4. Rosa Parks Montgomery Bus Boycott / Hank Williams Alabama Troubadour Marker
Rosa Parks Montgomery Bus Boycott / Hank Williams Alabama Troubadour Marker image. Click for full size.
By Brandon Fletcher, July 8, 2011
5. Rosa Parks Montgomery Bus Boycott / Hank Williams Alabama Troubadour Marker
Rosa Parks Library & Museum in relation to the Hank Williams marker
Rosa Parks Library and Museum image. Click for full size.
By Tim Carr, August 1, 2009
6. Rosa Parks Library and Museum
Rosa Parks Montgomery Bus Boycott / Hank Williams Alabama Troubadour Marker image. Click for full size.
By Brandon Fletcher, July 8, 2011
7. Rosa Parks Montgomery Bus Boycott / Hank Williams Alabama Troubadour Marker
Rosa Parks Library across the street
Rosa Parks & D. H. Lackey image. Click for full size.
By Allen C. Browne, August 9, 2015
8. Rosa Parks & D. H. Lackey
This 1956 AP photo of Rosa Parks being fingerprinted by Sheriff D. H. Lackey hangs in the National Portrait Gallery in Washington, DC.

“As a boycott of Montgomery, Alabama's racially segregated buses entered its third month, Rosa Parks was arrested for the second time. One of 115 black Montgomerians including Martin Luther King Jr. to be indicted by the county grand jury on charges of violating a 1921 Alabama law prohibiting boycotts, Parks was taken into custody and jailed on February 22, 1956. Although the Montgomery Improvement Association quickly posted Parks's bail, this wire service photo of the dignified seamstress being fingerprinted by Deputy Sheriff D. H. Lackey appeared the next day on the front page of the New York Times and ran in countless newspapers across the nation.” — National Portrait Gallery
Image of Rosa Parks being fingerprinted by Montgomery Police Lt. Drue Lackey image. Click for full size.
By Tim Carr, August 1, 2009
9. Image of Rosa Parks being fingerprinted by Montgomery Police Lt. Drue Lackey
Hank Williams Alabama Troubadour Marker (copy) image. Click for full size.
By Brandon Fletcher, July 8, 2011
10. Hank Williams Alabama Troubadour Marker (copy)
A copy of this marker resides in the Hank Williams Museum
Hank Williams Alabama Troubadour, gravesite ; Oakwood Cemetery Annex, Montgomery Alabama image. Click for full size.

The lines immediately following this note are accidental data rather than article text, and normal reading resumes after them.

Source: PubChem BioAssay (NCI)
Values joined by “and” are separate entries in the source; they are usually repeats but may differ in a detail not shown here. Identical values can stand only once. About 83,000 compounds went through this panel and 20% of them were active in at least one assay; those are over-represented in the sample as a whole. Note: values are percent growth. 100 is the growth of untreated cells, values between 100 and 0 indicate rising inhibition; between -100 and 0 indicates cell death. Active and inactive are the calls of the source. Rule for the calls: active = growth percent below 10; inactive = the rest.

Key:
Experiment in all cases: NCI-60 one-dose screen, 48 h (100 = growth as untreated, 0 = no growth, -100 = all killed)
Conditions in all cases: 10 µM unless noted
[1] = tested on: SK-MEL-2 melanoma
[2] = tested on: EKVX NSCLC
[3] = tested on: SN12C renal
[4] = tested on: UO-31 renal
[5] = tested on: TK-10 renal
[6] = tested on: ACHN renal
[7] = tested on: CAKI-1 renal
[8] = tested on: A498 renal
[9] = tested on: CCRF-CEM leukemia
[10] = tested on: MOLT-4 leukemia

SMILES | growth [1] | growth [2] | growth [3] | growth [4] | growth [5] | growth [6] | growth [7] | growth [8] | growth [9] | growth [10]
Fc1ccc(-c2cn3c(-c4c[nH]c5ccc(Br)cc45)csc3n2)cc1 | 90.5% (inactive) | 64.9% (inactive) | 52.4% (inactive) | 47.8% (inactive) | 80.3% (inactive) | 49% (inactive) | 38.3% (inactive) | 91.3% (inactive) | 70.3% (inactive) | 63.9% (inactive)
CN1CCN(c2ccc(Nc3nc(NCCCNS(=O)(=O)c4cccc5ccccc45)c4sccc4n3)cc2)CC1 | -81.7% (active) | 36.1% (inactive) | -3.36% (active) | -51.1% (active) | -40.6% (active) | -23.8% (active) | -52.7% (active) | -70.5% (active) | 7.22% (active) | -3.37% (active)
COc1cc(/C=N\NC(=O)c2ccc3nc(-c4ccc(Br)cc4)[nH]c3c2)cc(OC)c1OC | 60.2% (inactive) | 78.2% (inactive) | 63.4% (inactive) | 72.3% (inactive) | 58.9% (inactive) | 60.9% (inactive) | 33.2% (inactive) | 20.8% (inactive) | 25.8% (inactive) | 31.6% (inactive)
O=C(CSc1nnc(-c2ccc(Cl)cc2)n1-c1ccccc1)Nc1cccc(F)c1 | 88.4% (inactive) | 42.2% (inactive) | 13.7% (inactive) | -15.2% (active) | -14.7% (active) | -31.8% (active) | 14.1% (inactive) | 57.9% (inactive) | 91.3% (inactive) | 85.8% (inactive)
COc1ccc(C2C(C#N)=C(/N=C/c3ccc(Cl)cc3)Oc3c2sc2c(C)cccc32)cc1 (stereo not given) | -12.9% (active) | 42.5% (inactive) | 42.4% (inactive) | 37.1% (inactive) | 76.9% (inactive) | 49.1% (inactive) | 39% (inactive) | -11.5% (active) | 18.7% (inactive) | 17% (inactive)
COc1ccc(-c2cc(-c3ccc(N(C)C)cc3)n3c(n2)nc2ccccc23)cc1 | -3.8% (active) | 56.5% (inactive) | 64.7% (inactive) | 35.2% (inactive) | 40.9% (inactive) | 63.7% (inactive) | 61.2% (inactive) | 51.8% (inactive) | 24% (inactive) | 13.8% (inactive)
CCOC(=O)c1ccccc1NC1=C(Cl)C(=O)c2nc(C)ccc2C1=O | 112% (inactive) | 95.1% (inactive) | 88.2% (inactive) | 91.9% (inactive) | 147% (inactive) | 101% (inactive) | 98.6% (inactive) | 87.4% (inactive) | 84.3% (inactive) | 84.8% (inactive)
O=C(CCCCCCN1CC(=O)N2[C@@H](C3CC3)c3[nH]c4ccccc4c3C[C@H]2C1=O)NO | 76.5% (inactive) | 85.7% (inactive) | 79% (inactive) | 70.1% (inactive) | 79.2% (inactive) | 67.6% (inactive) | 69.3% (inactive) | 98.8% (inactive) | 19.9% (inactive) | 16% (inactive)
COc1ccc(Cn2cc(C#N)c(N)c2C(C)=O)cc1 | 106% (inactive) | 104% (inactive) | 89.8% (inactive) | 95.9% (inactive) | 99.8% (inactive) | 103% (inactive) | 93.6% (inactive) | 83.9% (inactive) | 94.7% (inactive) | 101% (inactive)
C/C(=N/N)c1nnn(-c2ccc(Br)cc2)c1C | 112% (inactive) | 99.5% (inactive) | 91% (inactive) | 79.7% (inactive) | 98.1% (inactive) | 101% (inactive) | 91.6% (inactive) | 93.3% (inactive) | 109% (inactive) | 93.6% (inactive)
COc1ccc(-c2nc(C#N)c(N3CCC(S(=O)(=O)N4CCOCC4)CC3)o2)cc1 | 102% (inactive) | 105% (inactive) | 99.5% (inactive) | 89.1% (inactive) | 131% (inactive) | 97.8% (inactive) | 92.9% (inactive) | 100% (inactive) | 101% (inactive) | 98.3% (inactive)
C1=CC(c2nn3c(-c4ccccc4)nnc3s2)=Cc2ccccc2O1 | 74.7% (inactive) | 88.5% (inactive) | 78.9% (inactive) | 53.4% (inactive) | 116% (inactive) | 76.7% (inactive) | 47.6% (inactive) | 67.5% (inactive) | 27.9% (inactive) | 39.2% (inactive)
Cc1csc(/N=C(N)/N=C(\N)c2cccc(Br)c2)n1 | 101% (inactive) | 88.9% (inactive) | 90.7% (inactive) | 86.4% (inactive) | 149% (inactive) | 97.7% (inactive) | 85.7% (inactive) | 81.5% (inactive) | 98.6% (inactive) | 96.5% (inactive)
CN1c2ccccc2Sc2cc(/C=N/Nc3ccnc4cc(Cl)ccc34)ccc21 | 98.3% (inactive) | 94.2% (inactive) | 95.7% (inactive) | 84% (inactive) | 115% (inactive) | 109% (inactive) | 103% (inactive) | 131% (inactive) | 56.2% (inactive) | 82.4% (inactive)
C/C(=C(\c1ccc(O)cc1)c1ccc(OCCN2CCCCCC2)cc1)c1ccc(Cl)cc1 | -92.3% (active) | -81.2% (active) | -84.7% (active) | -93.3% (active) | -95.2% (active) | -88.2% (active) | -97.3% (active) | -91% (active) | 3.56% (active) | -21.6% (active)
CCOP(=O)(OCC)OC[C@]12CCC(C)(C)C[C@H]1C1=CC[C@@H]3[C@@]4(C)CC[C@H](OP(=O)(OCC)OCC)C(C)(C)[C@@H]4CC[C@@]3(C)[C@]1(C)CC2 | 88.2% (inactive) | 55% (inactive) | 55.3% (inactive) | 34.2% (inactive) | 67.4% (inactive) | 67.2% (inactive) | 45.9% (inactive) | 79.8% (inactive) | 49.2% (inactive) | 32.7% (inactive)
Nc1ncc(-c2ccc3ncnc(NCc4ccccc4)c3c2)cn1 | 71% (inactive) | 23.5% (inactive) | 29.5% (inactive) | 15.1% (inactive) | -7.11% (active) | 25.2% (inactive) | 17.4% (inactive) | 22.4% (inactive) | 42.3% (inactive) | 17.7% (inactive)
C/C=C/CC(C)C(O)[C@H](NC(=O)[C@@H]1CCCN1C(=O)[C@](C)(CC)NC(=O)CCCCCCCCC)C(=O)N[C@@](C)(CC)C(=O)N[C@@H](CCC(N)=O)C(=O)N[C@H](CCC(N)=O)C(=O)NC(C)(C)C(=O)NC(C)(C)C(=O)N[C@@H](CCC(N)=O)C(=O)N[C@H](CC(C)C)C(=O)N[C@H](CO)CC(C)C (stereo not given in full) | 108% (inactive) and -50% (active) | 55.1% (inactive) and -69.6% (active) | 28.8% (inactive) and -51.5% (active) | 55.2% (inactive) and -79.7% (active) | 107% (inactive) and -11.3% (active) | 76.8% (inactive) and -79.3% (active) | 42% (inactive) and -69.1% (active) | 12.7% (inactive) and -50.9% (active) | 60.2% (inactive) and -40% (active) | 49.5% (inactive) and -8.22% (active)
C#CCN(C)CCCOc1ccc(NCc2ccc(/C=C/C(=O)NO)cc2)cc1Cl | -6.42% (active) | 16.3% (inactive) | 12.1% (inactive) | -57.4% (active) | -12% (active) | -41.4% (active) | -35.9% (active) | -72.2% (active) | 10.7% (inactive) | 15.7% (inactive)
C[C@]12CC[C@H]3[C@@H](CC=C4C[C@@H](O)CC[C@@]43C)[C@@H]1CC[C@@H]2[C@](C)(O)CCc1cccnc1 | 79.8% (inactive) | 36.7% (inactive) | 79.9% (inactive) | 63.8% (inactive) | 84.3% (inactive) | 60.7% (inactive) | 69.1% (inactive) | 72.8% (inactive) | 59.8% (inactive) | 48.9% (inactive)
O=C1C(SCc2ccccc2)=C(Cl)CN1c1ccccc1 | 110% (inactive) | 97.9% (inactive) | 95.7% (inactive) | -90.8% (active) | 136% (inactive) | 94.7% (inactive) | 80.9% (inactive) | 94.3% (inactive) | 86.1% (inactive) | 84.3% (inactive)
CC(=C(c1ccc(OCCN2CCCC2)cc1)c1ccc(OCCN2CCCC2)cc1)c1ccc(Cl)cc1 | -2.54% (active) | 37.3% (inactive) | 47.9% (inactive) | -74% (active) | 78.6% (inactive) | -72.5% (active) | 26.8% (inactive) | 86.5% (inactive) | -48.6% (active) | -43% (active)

By Mike Stroud, May 29, 1998
11. Hank Williams Alabama Troubadour, gravesite ; Oakwood Cemetery Annex, Montgomery Alabama
Hank Williams Alabama Troubadour Marker image. Click for full size.
By Brandon Fletcher, July 8, 2011
12. Hank Williams Alabama Troubadour Marker
Front entrance of the Hank Williams Museum where a copy of the marker is located.
This 1991 Hank Williams statue is located in front of Montgomery's Riverfront Park. image. Click for full size.
By Mark Hilton, March 5, 2017
13. This 1991 Hank Williams statue is located in front of Montgomery's Riverfront Park.
Located about 500 feet directly northwest of the museum.
 
 
Credits. This page was last revised on March 8, 2017. This page originally submitted on March 4, 2010, by Timothy Carr of Birmingham, Alabama. This page has been viewed 3,718 times since then and 114 times this year. Last updated on July 28, 2015, by J. Makali Bruton of Querétaro, Mexico. Photos:   1, 2. submitted on March 4, 2010, by Timothy Carr of Birmingham, Alabama.   3. submitted on December 5, 2015, by Mark Hilton of Montgomery, Alabama.   4. submitted on March 4, 2010, by Timothy Carr of Birmingham, Alabama.   5. submitted on July 22, 2015, by Brandon Fletcher of Chattanooga, Tennessee.   6. submitted on March 4, 2010, by Timothy Carr of Birmingham, Alabama.   7. submitted on July 22, 2015, by Brandon Fletcher of Chattanooga, Tennessee.   8. submitted on August 25, 2015, by Allen C. Browne of Silver Spring, Maryland.   9. submitted on March 4, 2010, by Timothy Carr of Birmingham, Alabama.   10. submitted on August 15, 2015, by Brandon Fletcher of Chattanooga, Tennessee.   11. submitted on January 28, 2013, by Mike Stroud of Bluffton, South Carolina.   12. submitted on August 15, 2015, by Brandon Fletcher of Chattanooga, Tennessee.   13. submitted on March 5, 2017, by Mark Hilton of Montgomery, Alabama. • Bernard Fisher was the editor who published this page.